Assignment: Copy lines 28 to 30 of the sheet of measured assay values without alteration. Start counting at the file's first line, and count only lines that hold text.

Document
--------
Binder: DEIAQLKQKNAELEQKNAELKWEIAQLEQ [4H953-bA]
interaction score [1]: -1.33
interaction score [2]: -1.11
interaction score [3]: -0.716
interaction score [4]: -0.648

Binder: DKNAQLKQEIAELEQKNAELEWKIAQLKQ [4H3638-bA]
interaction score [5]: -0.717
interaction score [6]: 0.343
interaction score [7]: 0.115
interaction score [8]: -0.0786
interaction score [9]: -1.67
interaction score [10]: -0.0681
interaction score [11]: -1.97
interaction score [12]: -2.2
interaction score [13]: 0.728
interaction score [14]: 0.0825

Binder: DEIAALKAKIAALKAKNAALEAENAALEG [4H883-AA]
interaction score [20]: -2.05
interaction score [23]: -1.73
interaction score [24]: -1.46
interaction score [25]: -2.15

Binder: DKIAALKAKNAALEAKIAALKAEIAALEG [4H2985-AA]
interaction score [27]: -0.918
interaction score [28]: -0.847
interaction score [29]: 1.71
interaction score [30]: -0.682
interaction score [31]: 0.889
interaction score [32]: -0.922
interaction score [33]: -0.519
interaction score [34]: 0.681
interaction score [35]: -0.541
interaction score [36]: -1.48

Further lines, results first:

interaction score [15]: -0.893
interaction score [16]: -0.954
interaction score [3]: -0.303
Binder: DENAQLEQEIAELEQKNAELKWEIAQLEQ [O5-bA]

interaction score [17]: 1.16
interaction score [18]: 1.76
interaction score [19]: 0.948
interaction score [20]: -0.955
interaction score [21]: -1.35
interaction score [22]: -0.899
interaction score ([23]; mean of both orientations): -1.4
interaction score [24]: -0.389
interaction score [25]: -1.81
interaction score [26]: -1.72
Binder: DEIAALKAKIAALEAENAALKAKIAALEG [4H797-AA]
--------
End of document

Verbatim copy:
interaction score [32]: -0.922
interaction score [33]: -0.519
interaction score [34]: 0.681